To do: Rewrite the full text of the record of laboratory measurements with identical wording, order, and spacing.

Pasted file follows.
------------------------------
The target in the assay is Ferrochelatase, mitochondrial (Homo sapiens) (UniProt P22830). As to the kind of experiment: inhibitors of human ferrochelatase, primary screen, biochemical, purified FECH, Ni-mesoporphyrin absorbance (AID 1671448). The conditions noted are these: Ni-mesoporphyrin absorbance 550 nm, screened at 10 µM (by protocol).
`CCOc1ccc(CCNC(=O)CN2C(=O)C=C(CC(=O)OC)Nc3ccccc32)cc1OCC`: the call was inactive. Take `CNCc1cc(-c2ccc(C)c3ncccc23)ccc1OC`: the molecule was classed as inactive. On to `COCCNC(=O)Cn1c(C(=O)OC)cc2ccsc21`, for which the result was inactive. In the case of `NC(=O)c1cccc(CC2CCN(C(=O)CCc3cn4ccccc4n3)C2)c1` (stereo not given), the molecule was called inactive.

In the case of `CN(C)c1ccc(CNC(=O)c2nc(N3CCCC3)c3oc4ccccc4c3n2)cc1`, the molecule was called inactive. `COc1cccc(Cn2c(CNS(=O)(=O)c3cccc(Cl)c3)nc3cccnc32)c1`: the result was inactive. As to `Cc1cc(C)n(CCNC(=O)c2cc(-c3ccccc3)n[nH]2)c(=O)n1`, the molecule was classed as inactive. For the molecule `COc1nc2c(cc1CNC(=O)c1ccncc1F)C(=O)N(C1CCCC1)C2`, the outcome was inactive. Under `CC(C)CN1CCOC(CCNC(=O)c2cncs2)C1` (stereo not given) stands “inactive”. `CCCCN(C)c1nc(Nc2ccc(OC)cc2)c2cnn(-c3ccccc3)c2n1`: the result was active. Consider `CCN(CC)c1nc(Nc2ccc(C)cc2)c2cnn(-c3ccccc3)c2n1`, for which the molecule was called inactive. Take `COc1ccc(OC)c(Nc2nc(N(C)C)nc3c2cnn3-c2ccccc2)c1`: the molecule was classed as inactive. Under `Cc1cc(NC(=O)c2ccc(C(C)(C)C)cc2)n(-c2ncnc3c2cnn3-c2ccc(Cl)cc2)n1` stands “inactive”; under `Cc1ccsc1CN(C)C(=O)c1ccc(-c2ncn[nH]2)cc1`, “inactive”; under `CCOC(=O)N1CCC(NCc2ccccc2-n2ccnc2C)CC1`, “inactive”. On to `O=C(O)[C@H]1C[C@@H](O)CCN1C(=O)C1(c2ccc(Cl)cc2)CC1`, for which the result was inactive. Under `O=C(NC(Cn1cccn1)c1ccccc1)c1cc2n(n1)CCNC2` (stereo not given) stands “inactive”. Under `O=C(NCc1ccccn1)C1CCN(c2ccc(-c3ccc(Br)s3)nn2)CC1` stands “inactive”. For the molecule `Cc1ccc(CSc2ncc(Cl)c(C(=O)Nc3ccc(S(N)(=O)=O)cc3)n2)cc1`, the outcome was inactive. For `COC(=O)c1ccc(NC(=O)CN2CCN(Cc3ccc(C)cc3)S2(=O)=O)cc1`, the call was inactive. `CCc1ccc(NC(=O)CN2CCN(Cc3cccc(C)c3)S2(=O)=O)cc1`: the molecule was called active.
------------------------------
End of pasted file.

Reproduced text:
The target in the assay is Ferrochelatase, mitochondrial (Homo sapiens) (UniProt P22830). As to the kind of experiment: inhibitors of human ferrochelatase, primary screen, biochemical, purified FECH, Ni-mesoporphyrin absorbance (AID 1671448). The conditions noted are these: Ni-mesoporphyrin absorbance 550 nm, screened at 10 µM (by protocol).
`CCOc1ccc(CCNC(=O)CN2C(=O)C=C(CC(=O)OC)Nc3ccccc32)cc1OCC`: the call was inactive. Take `CNCc1cc(-c2ccc(C)c3ncccc23)ccc1OC`: the molecule was classed as inactive. On to `COCCNC(=O)Cn1c(C(=O)OC)cc2ccsc21`, for which the result was inactive. In the case of `NC(=O)c1cccc(CC2CCN(C(=O)CCc3cn4ccccc4n3)C2)c1` (stereo not given), the molecule was called inactive.

In the case of `CN(C)c1ccc(CNC(=O)c2nc(N3CCCC3)c3oc4ccccc4c3n2)cc1`, the molecule was called inactive. `COc1cccc(Cn2c(CNS(=O)(=O)c3cccc(Cl)c3)nc3cccnc32)c1`: the result was inactive. As to `Cc1cc(C)n(CCNC(=O)c2cc(-c3ccccc3)n[nH]2)c(=O)n1`, the molecule was classed as inactive. For the molecule `COc1nc2c(cc1CNC(=O)c1ccncc1F)C(=O)N(C1CCCC1)C2`, the outcome was inactive. Under `CC(C)CN1CCOC(CCNC(=O)c2cncs2)C1` (stereo not given) stands “inactive”. `CCCCN(C)c1nc(Nc2ccc(OC)cc2)c2cnn(-c3ccccc3)c2n1`: the result was active. Consider `CCN(CC)c1nc(Nc2ccc(C)cc2)c2cnn(-c3ccccc3)c2n1`, for which the molecule was called inactive. Take `COc1ccc(OC)c(Nc2nc(N(C)C)nc3c2cnn3-c2ccccc2)c1`: the molecule was classed as inactive. Under `Cc1cc(NC(=O)c2ccc(C(C)(C)C)cc2)n(-c2ncnc3c2cnn3-c2ccc(Cl)cc2)n1` stands “inactive”; under `Cc1ccsc1CN(C)C(=O)c1ccc(-c2ncn[nH]2)cc1`, “inactive”; under `CCOC(=O)N1CCC(NCc2ccccc2-n2ccnc2C)CC1`, “inactive”. On to `O=C(O)[C@H]1C[C@@H](O)CCN1C(=O)C1(c2ccc(Cl)cc2)CC1`, for which the result was inactive. Under `O=C(NC(Cn1cccn1)c1ccccc1)c1cc2n(n1)CCNC2` (stereo not given) stands “inactive”. Under `O=C(NCc1ccccn1)C1CCN(c2ccc(-c3ccc(Br)s3)nn2)CC1` stands “inactive”. For the molecule `Cc1ccc(CSc2ncc(Cl)c(C(=O)Nc3ccc(S(N)(=O)=O)cc3)n2)cc1`, the outcome was inactive. For `COC(=O)c1ccc(NC(=O)CN2CCN(Cc3ccc(C)cc3)S2(=O)=O)cc1`, the call was inactive. `CCc1ccc(NC(=O)CN2CCN(Cc3cccc(C)c3)S2(=O)=O)cc1`: the molecule was called active.